“Spelman is our sister school,” said Kyle Sloan, 19, a freshman at Morehouse. “This month is supposed to be about glorifying Black excellence, but this disrupts the whole flow. This feels like someone threatening to take that away from us.”
When threats were made on Jan. 5, many campuses were nearly empty because of winter break and the coronavirus pandemic, but dormitories and administrative buildings were still cleared out.
Robert Mueck, the director of public safety at St. John’s College, in Annapolis, Md., said he had noticed an uptick in bomb threats aimed at schools last November.
“My assumption is that social media is just making this much easier to communicate anonymously,” Mr. Mueck said. “Folks can call these in, make these threats and share who they’re going to target online.”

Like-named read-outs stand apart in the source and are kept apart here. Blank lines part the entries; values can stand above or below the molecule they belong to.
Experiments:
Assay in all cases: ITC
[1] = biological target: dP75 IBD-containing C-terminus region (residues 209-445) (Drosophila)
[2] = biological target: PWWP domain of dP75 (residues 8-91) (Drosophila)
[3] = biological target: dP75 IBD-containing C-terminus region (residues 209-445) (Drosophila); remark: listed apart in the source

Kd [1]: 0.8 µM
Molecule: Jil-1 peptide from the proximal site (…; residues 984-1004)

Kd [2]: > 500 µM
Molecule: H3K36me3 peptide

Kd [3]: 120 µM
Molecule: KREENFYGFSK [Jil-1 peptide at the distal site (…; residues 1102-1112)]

Cleveland University, Yale University, Ohio University and Miami University received bomb threats during the first week of November, Mr. Mueck said.
On Nov. 7, Cornell, Brown and Columbia Universities also received bomb threats.
On Nov. 11, New York University, Hebrew Union College, the Massachusetts Institute of Technology and the University of Southern California received bomb threats.
Not much is known about the prevalence of bomb threats aimed at schools. In 2018, the Bureau of Alcohol, Tobacco, Firearms and Explosives reported that 529 bomb threats were made to schools, a 33 percent increase from two years earlier.